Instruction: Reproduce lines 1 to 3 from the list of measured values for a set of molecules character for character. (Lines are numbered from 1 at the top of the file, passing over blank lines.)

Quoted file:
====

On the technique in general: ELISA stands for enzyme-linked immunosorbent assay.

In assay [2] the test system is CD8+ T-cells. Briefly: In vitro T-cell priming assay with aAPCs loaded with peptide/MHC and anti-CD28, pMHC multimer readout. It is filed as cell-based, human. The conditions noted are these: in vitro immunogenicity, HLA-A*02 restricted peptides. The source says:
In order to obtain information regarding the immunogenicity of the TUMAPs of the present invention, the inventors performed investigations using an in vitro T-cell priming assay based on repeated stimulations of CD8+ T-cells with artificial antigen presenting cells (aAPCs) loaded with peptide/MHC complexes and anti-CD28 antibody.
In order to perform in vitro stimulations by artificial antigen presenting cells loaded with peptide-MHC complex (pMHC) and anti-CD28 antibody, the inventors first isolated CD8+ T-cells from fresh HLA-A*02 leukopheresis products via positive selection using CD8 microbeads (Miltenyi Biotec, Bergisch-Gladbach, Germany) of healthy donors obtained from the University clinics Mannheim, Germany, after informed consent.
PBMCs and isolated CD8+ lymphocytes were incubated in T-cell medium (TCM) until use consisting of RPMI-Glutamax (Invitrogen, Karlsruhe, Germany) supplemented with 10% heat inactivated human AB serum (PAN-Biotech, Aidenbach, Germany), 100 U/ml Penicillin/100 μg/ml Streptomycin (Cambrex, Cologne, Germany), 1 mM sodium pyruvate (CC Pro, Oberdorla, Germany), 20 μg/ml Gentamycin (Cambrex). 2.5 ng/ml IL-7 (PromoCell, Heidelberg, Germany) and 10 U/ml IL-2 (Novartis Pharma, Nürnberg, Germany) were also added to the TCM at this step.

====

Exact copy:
On the technique in general: ELISA stands for enzyme-linked immunosorbent assay.

In assay [2] the test system is CD8+ T-cells. Briefly: In vitro T-cell priming assay with aAPCs loaded with peptide/MHC and anti-CD28, pMHC multimer readout. It is filed as cell-based, human. The conditions noted are these: in vitro immunogenicity, HLA-A*02 restricted peptides. The source says:
In order to obtain information regarding the immunogenicity of the TUMAPs of the present invention, the inventors performed investigations using an in vitro T-cell priming assay based on repeated stimulations of CD8+ T-cells with artificial antigen presenting cells (aAPCs) loaded with peptide/MHC complexes and anti-CD28 antibody.